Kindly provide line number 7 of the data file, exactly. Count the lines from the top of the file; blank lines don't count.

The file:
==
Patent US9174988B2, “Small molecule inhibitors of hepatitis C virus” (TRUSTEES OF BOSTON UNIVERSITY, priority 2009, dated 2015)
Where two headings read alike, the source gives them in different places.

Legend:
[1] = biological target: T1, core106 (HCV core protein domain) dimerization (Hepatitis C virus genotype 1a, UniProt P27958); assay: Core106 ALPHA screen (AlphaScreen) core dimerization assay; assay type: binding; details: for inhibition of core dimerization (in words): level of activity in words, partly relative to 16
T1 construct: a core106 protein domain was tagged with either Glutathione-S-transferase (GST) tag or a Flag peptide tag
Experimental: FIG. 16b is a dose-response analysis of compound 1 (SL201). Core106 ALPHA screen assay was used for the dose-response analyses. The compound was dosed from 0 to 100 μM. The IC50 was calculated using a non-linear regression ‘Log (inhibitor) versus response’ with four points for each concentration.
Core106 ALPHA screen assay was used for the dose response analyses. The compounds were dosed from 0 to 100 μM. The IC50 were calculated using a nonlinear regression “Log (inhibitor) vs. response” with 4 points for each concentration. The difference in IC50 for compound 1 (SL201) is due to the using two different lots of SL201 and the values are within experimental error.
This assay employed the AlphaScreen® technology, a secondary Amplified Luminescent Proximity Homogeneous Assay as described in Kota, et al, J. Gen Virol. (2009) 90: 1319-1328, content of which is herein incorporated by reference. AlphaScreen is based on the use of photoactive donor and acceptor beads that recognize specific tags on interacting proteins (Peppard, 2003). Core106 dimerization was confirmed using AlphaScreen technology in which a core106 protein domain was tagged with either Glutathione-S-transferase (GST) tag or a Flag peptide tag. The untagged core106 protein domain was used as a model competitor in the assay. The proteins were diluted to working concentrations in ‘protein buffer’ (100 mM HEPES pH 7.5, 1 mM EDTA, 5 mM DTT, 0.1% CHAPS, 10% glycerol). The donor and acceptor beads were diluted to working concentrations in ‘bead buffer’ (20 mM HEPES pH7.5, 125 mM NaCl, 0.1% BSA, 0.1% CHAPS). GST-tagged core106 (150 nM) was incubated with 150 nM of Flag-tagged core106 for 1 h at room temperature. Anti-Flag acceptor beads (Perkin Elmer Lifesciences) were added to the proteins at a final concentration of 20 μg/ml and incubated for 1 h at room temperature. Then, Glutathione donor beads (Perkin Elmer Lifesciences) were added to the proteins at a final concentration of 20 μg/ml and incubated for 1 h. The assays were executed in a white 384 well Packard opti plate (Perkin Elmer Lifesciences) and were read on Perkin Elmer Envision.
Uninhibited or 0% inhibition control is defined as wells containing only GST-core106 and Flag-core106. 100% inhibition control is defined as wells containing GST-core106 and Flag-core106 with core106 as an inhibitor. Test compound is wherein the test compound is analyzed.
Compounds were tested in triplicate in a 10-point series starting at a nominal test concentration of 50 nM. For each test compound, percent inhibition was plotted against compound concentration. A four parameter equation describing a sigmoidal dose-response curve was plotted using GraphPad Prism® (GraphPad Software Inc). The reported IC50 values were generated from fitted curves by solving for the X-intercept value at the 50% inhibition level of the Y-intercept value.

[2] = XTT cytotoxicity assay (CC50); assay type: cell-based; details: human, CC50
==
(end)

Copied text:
Core106 ALPHA screen assay was used for the dose response analyses. The compounds were dosed from 0 to 100 μM. The IC50 were calculated using a nonlinear regression “Log (inhibitor) vs. response” with 4 points for each concentration. The difference in IC50 for compound 1 (SL201) is due to the using two different lots of SL201 and the values are within experimental error.